Tag Archives: hope

Possible futures…

One of the friendlier aspects of the planet we live on is the very slow speed at which conditions change. Over time, the continents drift about, and new mountain ranges or valleys are formed, and the oceans slosh around in response, but all of that takes far, far longer than the lifetime of any species, let alone any one organism. This means that life has time to adapt to the changes

The climate moves slowly too. When we learn about the ice ages, it seems like a lot happening in not much time. From a geological perspective, that’s true. There have been periods when the climate was relatively stable for many hundreds of thousands of years, but our recent ice ages – the ones our distant ancestors lived through – happened on a cycle lasting tens of thousands of years.

What’s interesting is that while an ice age, or an interglacial period, or a hot period can last for tens to hundreds of thousands or even millions of years, it takes far, far less time to get the climate rolling in a new direction. Huge, slow things tend to build up a lot of momentum, so once they get moving, they’re very hard to stop.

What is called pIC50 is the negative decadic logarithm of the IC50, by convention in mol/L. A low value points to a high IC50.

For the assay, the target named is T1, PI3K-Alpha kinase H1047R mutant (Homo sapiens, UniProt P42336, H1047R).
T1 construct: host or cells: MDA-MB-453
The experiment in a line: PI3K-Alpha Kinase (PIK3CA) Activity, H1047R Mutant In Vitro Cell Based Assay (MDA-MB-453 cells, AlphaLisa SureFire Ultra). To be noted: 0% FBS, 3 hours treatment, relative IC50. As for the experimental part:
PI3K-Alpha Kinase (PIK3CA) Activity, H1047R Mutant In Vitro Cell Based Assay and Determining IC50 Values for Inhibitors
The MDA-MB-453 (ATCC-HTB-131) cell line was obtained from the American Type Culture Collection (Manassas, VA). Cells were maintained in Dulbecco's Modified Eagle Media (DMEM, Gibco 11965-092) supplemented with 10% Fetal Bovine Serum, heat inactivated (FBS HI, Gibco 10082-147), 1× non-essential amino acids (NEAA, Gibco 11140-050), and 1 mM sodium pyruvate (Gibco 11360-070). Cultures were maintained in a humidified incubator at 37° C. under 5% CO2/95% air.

New research from the University of Wisconsin, Madison, looks at the long-term future of our climate, and compares the present with past climate changes. The results indicate something that many of us have long suspected: Even if we were to stop all fossil fuel use today, the planet would continue warming. Not only that, but the effects of what we’ve already done are likely to last 10,000 years or more.

I came to the realization some years ago that climate change was something I would be involved in for the rest of my life, but the reality is that it’s something that every organism on this planet will be involved in. This issue will not go away in our lifetimes, or our grandchildren’s lifetimes, or their great-grandchildren’s lifetimes. While we may have had an opportunity to prevent this future, that opportunity has been lost, barring some form of atmospheric carbon capture that works faster than the rate of increase from human activity, and from the numerous feedback loops that are already in action.